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Int J Cardiol. 2007 Aug 21;120(2):198-204. Epub 2006 Dec 19.

Pulmonary arterial hypertension in congenital heart disease: an epidemiologic perspective from a Dutch registry.

Author information

1
Department of Cardiology, Academic Medical Center, Amsterdam, The Netherlands.

Abstract

BACKGROUND:

Pulmonary arterial hypertension (PAH) associated with congenital heart disease is usually the result of a large systemic-to-pulmonary shunt, and often leads to right ventricular failure and early death. The purpose of this study was to determine the prevalence of PAH among adult patients included in a national registry of congenital heart disease and to assess the relation between patient characteristics and PAH.

METHODS:

Patients with PAH associated with a septal defect were identified from the registry. Gender, age, underlying diagnosis, previous closure, age at repair and NYHA classification were recorded. PAH was defined as a systolic pulmonary arterial pressure (sPAP) greater than 40 mm Hg, estimated by means of echocardiographical evaluation.

RESULTS:

The prevalence of PAH among all 5970 registered adult patients with congenital heart disease was 4.2%. Of 1824 patients with a septal defect in the registry, 112 patients (6.1%) had PAH. Median age of these patients was 38 years (range 18-81 years) and 40% were male. Of these patients, 58% had the Eisenmenger syndrome. Among the patients with a previously closed septal defect, 30 had PAH (3%). Ventricular septal defect (VSD) was the most frequent underlying defect (42%) among patients with PAH and a septal defect. Female sex (Odds ratio=1.5, p=0.001) and sPAP (Odds ratio=0.04, p<0.001) were independently associated with a decreased functional class.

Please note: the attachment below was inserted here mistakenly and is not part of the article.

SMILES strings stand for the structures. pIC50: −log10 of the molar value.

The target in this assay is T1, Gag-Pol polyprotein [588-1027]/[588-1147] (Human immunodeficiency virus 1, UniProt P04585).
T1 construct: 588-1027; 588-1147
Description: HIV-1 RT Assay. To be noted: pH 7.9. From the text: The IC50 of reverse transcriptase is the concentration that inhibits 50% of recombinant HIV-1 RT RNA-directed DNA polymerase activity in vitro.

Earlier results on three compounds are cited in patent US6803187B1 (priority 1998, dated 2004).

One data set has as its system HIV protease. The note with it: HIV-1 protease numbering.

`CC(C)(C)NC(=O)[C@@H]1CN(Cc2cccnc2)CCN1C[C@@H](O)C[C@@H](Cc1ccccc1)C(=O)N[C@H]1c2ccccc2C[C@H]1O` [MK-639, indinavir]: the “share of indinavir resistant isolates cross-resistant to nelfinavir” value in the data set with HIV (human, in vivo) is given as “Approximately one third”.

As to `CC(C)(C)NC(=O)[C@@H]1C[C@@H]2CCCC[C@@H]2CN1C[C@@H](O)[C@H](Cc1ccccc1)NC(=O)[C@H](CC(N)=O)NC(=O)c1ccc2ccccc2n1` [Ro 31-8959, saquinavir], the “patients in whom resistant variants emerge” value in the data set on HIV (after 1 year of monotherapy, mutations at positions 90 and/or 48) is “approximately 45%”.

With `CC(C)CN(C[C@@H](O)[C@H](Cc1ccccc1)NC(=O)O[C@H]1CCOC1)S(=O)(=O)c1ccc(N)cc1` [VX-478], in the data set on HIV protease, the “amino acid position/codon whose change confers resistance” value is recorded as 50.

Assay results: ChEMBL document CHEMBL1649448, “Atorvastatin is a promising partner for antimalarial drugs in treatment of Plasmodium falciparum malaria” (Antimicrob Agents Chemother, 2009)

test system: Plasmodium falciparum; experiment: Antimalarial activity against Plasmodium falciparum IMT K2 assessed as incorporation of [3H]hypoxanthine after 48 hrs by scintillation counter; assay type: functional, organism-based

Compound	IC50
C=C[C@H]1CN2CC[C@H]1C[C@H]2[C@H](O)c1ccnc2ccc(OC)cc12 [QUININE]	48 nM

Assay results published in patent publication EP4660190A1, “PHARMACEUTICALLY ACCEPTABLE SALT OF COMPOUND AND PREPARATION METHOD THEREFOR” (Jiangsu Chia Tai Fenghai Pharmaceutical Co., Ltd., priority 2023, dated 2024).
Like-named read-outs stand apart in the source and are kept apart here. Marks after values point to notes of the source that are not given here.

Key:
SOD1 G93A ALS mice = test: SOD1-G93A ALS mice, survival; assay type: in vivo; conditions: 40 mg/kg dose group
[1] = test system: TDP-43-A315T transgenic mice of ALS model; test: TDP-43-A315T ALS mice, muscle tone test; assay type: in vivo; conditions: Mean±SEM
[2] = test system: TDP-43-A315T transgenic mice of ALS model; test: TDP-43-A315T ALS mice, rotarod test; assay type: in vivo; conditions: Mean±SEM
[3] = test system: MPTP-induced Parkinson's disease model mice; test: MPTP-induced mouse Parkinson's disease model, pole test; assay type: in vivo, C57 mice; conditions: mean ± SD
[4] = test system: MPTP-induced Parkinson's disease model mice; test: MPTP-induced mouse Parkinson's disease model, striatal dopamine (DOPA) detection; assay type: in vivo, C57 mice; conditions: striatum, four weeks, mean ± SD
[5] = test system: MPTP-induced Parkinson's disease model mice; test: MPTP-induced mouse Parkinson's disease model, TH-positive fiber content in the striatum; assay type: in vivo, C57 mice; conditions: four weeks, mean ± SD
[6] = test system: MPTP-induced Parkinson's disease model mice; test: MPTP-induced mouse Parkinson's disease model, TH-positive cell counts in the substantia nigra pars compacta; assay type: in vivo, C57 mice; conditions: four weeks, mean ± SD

CONCLUSION:

PAH is common in adult patients with congenital heart disease. In our registry the prevalence of PAH in septal defects is around 6%. More than half of these patients have the Eisenmenger syndrome, which accounts for 1% of the total population in the CONCOR registry. Whether the prevalence of PAH will decrease in the future as a result of early detection and intervention remains to be awaited.

PMID:
17182132
DOI:
10.1016/j.ijcard.2006.09.017
[Indexed for MEDLINE]

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